It is truly amazing the benefits of vitamin D for everyone, not just those suffering from fibromyalgia. Decreased risk of cancer is one of those benefits.

Please have your levels checked before supplementing with vitamin D because it is possible to overdose on vitamin D supplements and have adverse effects. Something nobody with fibromyalgia wants to deal with.

Also, remember that the only way your body will make vitamin D from the sun is if the sunlight can reach your skin. Therefore, when you are out in the sun to get a healthy dose of vitamin D, make sure you do it with no sunscreen on!

Enjoy that sunlight!

September 15, 2009 at 9:33 am
(2) Sandra says:

Many drugs are sensitive to sunlight. After starting Cymbalta I developed blood lesions on both arms last year as I walked daily. Arthritis Today had a good article on this.

September 18, 2009 at 5:09 pm
(3) Kathy says:

I like to sit just inside my patio doors, enjoying the sunlight coming through them & still having the AC to keep from overheating. My grandson lies in the floor at my feet to ‘sun bathe’ with me.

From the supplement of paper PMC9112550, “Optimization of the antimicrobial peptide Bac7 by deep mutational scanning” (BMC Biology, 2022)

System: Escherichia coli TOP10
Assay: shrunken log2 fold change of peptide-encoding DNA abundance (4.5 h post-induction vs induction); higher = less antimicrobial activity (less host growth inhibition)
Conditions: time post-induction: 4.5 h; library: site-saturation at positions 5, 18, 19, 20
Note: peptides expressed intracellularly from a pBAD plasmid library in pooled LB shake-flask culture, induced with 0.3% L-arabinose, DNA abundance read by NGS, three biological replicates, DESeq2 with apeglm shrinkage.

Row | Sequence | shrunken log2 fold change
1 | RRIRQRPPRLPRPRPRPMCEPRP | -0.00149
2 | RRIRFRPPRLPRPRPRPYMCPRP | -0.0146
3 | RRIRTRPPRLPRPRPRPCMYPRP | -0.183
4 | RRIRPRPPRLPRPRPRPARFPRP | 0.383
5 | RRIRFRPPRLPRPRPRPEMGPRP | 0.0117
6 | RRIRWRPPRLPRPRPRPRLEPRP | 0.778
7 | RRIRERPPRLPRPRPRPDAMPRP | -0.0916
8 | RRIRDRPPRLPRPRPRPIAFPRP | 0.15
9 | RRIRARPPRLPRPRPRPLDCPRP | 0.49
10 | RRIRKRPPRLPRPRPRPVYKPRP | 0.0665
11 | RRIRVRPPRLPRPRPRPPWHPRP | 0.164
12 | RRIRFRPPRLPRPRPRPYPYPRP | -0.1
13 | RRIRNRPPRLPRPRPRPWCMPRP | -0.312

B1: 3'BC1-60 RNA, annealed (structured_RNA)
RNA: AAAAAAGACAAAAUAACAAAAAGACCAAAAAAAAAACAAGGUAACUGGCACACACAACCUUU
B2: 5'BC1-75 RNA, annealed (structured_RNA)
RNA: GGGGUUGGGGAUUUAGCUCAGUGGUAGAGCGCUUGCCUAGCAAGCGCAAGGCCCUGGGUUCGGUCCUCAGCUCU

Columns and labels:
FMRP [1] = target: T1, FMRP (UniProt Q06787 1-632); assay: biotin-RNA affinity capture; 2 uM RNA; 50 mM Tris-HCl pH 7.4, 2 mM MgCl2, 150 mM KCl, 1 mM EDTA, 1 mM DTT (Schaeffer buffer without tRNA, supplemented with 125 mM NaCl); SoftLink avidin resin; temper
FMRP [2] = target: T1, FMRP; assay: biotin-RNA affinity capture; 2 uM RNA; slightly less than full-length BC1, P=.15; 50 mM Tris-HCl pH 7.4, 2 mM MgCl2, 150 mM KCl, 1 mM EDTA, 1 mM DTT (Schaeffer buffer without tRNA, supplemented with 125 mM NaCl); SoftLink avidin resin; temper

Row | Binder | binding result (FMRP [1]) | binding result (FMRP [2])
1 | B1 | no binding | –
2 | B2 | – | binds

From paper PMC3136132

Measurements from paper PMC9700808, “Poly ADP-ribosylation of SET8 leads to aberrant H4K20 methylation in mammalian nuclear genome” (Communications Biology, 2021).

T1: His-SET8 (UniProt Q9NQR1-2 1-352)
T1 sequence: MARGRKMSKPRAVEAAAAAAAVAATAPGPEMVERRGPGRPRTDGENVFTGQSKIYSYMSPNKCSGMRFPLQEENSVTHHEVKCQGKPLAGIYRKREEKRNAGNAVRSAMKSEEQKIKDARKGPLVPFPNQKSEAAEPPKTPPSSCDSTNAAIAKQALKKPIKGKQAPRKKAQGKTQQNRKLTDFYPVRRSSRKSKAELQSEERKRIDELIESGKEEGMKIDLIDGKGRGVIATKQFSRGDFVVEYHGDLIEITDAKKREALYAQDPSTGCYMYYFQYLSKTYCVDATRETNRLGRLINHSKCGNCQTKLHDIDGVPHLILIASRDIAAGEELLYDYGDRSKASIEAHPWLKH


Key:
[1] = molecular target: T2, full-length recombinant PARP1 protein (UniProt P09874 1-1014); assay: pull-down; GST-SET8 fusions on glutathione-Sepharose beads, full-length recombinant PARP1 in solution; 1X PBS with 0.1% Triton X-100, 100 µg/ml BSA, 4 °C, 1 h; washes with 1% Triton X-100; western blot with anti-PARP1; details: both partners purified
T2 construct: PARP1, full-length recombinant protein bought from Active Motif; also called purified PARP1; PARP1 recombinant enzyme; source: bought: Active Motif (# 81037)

September 18, 2009 at 6:46 pm
(4) Tammie says:

Thanks for writing about the benefits of sun at a time when so many are so anti-sun (even though, as someone else noted, getting sufficient Vit D actually helps prevent cancer).

I joke that I am solar powered, but in reality I’m not really joking. I am so sensitive to sunlight that I actually notice a difference in how I feel when I am swimming laps and reach the end of the pool where the sunlight is coming in, as compared to the rest of the time when I am out of the sun.

Getting sunshine helps my energy levels, my mood, & my pain levels quite a bit, and it helps my circadian rhythm to some extent. (If I don’t get sun on a regular basis, my body wants to sleep from 6 or 7 AM to 5 PM; with regular sun, I can get to sleep earlier and be up by noon which is still not great, but significantly better).

September 18, 2009 at 10:19 pm
(5) dianelee says:

When I visit my brother who lives at the beach – I always comment that I feel better the days I’m at his house – I thought, and still think, the air is different at the ocean and is very healing – now I know that the sunshine I get when I’m here is part of that healing too!

September 23, 2009 at 5:01 am
(6) Leonie says:

Hi yeah, we went on a sun filled holiday over winter this year and while everyone back at home now is sick of the rain, for the first time, I actually don’t mind it. I believe the 2 weeks in the sun on holidays topped up my levels and helped me to cope with the cloudy skies that use to leave me blue. I’m also on Vit D as found 6 mths ago I was quite deficient. I noticed the Vit D helped me think more clearly too. I aim to sunbath 10 mins in morning and 10 mins in afternoon …recommended by my doctor. I’ve got a comfy chair on my back patio I recline in, roll up my pants, sleeves and t-shirt to get as much sun to my skin as I can.